NYICC, our clients’ success is all that matters. Once
we begin working with you, we will be able to offer a wide
range of business development services that will fill in
any gaps in your own plan. Whether your business is large
and multinational or strictly “Mom and Pop,”
our core philosophy is always based on a set of 15 important
business “must do’s.”
Identify the appropriate market and target the appropriate
segments within the market -- Deep pockets; ability to leverage
core product from one segment to another without major design/development
Make sure there exists a market problem/pain that currently
demands a solution. Is the problem large enough to justify
the price of your solution? Is someone with P/L responsibility
willing to pay for the solution? Test: Are you able to clearly
delineate a value proposition that gets a customer’s
Solve the customer’s problem, don’t just build
cool technology. Value is always in the application of the
technology, not technology per se
Have a clear understanding of your value chain. Know who
are your partners, competitors, and customers – it
isn't always obvious
Understand where you are in the market cycle, from a timing
perspective: new technology, competitors entering, segmentation,
consolidation, solutions offering, commoditized, etc.
Don’t fight the market and where it is in its life
cycle – you will lose
Price based on value of solution, not to undercut competitors.
Compete first on functionality, not price. If you truly
are the only one solving the customer’s problem, you
should be able to price your offering based on value of
your product/solution to the customer You compete on price
only after the product/solution has become a commodity –
end of the life cycle
Techies should never hire sales people; they don’t
know what skill-sets and personality traits to look for.
Test: If it's someone who is too aggressive and a person
techies don't want to hang out with, it's probably a good
Identify the end user of your product or service before
you start thinking about Business Development. Even if you
do not sell directly to the end users, you should know as
much as possible about them. Don't be fooled by the misconception
that your target market is "everybody".
Write a detailed plan of action. Prioritize your opportunities
and consider partnering with proven and profitable businesses
first. It is very common to see announcements of strategic
alliances between companies with so-called "ideas"
and not solid business models. Don't invest much time talking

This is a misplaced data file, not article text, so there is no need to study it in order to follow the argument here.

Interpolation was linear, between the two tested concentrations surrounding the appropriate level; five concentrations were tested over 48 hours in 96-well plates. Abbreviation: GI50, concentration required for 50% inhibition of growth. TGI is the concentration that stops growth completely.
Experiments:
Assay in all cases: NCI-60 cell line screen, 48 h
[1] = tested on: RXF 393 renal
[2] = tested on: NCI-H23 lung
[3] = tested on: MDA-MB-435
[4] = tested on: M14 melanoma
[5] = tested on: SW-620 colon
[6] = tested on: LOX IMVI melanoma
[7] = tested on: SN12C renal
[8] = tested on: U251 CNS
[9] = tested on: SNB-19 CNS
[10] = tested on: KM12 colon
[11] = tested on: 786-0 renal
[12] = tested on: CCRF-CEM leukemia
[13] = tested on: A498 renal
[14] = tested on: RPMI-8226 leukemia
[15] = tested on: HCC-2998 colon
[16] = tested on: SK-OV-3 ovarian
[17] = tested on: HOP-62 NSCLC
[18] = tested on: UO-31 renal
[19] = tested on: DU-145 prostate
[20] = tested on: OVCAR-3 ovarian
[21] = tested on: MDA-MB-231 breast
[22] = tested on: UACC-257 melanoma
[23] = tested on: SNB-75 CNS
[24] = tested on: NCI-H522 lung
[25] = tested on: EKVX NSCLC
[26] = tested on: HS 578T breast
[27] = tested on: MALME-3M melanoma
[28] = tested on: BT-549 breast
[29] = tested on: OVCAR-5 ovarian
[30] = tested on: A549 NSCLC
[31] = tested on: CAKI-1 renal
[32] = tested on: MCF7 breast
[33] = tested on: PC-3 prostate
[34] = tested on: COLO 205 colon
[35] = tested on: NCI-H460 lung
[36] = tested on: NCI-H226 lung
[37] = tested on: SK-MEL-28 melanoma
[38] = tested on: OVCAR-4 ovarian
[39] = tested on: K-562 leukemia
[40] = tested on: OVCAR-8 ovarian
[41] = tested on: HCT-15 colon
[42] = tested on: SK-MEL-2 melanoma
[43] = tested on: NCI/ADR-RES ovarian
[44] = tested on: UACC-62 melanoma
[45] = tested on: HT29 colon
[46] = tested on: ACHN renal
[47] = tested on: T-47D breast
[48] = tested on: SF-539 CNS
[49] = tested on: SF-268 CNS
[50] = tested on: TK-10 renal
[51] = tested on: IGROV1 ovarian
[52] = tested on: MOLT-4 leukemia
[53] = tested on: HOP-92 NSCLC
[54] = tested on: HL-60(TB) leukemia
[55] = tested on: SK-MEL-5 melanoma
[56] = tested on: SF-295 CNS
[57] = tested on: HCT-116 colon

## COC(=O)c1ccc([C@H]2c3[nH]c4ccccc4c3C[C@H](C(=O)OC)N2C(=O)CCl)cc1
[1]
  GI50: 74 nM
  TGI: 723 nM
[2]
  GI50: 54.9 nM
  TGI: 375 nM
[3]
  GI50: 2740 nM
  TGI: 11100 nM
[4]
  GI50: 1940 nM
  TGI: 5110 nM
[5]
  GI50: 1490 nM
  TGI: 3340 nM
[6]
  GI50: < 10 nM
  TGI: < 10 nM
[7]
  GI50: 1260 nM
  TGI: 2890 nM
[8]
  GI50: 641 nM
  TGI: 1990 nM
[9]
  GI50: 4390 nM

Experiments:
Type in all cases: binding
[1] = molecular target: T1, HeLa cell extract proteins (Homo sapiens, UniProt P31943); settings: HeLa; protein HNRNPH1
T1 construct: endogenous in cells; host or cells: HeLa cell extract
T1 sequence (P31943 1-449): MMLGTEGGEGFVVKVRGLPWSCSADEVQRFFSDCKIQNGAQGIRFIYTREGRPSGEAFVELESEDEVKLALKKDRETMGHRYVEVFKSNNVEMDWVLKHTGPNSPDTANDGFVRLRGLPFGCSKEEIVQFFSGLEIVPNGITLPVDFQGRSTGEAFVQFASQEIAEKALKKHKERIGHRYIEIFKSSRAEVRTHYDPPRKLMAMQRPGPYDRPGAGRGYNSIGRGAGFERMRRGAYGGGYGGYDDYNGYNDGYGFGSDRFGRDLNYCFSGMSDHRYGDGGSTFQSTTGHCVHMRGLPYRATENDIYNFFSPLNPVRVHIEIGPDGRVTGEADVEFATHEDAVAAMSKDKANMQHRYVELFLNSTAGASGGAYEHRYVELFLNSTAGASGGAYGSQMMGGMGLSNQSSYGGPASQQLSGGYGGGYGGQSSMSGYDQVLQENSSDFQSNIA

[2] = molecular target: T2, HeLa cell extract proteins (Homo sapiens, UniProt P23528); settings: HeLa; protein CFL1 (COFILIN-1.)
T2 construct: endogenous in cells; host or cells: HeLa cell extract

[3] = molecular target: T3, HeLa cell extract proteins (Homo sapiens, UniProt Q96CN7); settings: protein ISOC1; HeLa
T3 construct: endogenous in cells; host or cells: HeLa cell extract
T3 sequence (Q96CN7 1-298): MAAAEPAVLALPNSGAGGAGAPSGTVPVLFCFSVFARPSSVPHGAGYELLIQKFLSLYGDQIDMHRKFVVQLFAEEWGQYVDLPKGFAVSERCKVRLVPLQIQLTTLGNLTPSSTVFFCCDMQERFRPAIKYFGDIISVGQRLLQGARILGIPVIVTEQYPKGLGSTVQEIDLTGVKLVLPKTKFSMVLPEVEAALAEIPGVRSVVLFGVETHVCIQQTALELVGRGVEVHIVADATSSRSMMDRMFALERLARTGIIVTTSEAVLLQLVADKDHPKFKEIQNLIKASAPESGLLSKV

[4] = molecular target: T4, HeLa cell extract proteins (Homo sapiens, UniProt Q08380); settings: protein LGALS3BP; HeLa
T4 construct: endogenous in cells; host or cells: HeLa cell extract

to your suppliers or companies you have to pay money to.
It is their job to give you the best deal. Always assign
a monetary value to the deal before exploring it. Form alliances
with companies that will bring you revenue first.
Learn as much as you can about the potential partner and
their competitors before you contact them. Determine how
your deal can make your partner's company more profitable.
That is, list all the ways in which your proposed joint
agreement adds value your partner's business. What holes
does it fill in your partner's product/service line? How
does the deal enhance your partner company's core business?
How will your product attract more customers to your partner
company's business? How does "doing the deal"
brace your partner against the trends of the industry, for
which they might otherwise be unprepared?
Identify the personal issues. What are the personalities
of the people who will be influential in the decision to
sign the agreement? What are their personal motivations?
Growth/expansion? Hot buttons? Family? Loyalty and commitment
to the company they represent? Business process simplification?
Identify the PR potential of the joint agreement. Why is
it hot news? To whom, in particular? How can you leverage
these PR possibilities in negotiating the deal? How do they
add value to the overall equation? Be careful in announcing
so-called "strategic alliances" where only a purchase
of equipment or services was made.
To insure that the partnership will successfully evolve,
commit the necessary resources to insure that the deal is
implemented and periodically evaluated. Set guidelines and
performance metrics as part of the deal. Involve senior
management in every step of the way. Assign a single point
of accountability for the deal.
Business development is much more than simply going to trade
shows and being a wheeler dealer. Business development is
hard work and you must stay focused on the long term. Hopefully
the above tips will help you whether you are experienced
in biz dev or if the role of business development was thrust
upon you due to layoffs, firings or other factors.